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German Neurologist Claims to Have Found Evil 'Dark Patch' on Brain

<span style="color: rgb(0, 0, 0); font-family: arial, sans-serif; line-height: normal; text-align: left; ">After studying the brains of violent killers, rapists and robbers, German neurologist Gerhard Roth claims to have found a "dark patch" in the center of the brain.</span><span style="color: rgb(0, 0, 0); font-family: arial, sans-serif; line-height: normal; text-align: left; "><br></span>

After studying the brains of violent killers, rapists and robbers, German neurologist Gerhard Roth claims to have found a "dark patch" in the center of the brain -- he calls it the evil spot, a genetic source of violent behavior.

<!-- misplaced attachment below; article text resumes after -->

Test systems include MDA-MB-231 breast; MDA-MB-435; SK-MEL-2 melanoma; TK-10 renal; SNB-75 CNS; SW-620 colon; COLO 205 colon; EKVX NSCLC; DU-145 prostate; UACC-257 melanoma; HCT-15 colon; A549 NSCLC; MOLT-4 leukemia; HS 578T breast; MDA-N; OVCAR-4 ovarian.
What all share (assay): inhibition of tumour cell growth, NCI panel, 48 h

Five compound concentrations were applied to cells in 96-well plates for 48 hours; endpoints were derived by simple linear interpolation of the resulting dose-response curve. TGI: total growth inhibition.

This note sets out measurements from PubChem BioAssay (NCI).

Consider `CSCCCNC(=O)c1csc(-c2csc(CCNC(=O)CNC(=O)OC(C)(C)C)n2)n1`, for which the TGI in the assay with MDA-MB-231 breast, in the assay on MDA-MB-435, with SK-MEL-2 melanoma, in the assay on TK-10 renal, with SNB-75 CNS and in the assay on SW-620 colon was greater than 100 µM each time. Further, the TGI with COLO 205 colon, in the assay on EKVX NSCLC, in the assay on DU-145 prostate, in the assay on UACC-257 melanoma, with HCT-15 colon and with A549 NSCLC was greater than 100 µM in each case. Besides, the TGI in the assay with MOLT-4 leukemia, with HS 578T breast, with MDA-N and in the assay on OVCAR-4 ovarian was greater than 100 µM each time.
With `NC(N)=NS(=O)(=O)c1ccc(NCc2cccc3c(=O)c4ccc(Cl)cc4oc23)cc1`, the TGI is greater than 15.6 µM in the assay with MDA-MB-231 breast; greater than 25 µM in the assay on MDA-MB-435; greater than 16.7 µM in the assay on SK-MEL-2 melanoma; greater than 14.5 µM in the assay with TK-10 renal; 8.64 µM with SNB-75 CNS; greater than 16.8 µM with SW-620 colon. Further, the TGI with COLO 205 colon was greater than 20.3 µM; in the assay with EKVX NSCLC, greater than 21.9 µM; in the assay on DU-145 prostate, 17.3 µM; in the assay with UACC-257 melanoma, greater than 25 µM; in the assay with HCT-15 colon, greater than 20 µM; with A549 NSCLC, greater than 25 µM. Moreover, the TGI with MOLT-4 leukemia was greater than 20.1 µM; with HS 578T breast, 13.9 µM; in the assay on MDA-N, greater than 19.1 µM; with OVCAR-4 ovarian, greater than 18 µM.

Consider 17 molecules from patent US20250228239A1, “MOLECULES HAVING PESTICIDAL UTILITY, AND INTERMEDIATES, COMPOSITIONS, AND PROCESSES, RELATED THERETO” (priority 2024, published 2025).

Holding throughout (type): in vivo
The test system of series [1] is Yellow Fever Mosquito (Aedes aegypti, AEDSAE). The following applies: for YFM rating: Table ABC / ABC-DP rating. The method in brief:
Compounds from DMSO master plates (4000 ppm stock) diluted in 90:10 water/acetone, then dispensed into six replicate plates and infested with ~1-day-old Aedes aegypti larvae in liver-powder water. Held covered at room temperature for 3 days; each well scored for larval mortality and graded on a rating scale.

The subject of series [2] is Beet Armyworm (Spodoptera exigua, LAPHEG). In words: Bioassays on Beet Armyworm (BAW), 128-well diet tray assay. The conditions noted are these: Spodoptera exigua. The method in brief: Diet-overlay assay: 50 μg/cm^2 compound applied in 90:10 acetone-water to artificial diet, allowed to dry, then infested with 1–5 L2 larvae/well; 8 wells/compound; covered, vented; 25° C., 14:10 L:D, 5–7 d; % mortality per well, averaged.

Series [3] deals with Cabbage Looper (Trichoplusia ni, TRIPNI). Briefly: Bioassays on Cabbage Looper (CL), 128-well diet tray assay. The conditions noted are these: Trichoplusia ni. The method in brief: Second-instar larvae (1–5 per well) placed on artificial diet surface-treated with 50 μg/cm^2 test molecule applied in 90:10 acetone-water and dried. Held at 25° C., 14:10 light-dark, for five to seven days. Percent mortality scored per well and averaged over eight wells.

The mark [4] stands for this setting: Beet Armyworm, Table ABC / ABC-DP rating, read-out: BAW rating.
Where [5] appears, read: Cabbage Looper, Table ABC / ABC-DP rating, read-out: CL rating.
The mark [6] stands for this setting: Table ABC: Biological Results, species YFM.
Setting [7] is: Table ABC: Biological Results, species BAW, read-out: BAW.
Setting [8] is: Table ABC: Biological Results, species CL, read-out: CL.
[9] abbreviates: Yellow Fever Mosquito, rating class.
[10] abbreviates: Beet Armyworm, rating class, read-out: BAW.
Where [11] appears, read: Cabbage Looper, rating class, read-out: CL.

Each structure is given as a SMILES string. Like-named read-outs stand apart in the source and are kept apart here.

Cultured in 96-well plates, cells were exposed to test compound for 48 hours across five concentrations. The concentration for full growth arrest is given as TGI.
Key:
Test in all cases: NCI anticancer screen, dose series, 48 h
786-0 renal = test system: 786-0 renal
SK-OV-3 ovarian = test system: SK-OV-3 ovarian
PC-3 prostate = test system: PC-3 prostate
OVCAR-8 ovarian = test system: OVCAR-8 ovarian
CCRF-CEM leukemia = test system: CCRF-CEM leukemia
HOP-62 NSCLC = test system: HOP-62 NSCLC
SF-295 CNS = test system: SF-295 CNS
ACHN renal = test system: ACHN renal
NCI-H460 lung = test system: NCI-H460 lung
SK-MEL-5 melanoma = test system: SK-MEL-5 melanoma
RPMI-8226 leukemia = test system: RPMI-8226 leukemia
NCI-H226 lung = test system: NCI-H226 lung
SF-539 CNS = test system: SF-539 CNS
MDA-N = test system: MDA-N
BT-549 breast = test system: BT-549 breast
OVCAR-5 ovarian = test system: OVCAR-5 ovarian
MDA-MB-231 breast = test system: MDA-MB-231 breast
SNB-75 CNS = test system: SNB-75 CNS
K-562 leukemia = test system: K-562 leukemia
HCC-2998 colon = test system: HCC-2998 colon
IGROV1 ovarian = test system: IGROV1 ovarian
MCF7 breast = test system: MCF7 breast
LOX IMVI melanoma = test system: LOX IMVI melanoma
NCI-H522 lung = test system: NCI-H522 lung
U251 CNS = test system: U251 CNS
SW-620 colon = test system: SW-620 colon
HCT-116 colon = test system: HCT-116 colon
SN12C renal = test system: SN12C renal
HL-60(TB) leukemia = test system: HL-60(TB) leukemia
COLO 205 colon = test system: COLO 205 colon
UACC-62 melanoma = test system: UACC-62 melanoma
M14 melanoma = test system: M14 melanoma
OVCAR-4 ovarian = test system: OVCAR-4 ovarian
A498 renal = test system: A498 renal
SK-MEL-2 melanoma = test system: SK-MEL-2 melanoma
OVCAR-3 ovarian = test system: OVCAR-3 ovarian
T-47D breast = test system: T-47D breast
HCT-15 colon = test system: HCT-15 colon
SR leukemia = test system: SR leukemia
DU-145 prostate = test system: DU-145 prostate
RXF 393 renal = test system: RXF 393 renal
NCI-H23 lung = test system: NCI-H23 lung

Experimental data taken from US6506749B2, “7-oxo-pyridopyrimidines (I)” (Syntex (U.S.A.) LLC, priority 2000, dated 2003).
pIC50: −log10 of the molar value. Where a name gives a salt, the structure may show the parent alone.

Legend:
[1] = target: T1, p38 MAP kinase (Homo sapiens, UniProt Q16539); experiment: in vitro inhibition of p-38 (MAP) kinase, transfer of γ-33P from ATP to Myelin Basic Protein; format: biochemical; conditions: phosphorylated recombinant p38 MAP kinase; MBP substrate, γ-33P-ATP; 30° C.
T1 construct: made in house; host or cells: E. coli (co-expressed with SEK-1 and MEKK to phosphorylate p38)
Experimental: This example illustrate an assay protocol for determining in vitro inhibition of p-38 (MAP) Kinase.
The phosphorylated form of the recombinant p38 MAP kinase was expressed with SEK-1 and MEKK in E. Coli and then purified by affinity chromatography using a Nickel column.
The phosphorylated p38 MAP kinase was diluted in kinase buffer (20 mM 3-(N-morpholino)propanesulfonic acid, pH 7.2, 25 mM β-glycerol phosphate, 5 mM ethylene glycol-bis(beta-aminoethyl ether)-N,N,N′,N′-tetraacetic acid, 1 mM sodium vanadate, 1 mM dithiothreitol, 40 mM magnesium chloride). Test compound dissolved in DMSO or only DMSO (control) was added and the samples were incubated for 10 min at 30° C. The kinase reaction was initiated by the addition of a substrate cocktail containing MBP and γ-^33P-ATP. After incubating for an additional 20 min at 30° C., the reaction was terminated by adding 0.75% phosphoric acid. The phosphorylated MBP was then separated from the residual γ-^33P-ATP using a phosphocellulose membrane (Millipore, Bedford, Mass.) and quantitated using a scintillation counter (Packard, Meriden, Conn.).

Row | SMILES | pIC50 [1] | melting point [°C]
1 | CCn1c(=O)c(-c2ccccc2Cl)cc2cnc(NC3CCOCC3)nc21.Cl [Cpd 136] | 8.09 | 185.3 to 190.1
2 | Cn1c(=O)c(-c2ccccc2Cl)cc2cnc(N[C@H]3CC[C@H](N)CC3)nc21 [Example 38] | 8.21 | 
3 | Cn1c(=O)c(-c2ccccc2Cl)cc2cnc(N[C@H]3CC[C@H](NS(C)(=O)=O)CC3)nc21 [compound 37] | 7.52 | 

Roth, a professor at the University of Bremen, told Germany news site Bild.de that he had shown short films to criminals and measured their brain activity. A small section at the front of their brains showed no reaction to violent scenes; it remained "dark" when shown dark scenes.

"Whenever there were brutal and squalid scenes, the subjects showed no emotions. In the areas of the brain where we create compassion and sorrow, nothing happened," Roth said.

BioEdge, a blog dedicated to bioethics news, translated Roth's German into English: "This is definitely the region of the brain where evil is formed and where it lurks."

Not so fast. Human behavior, affect and emotion is likely a far more intricate thing, explained Dr. Steven Galetta, chairman of the neurology department at the NYU School of Medicine.

"People look at the blood flow to one area and they say, 'aha, this is the evil patch.' It's probably a lot more complex than that," Galetta told FoxNews.com.

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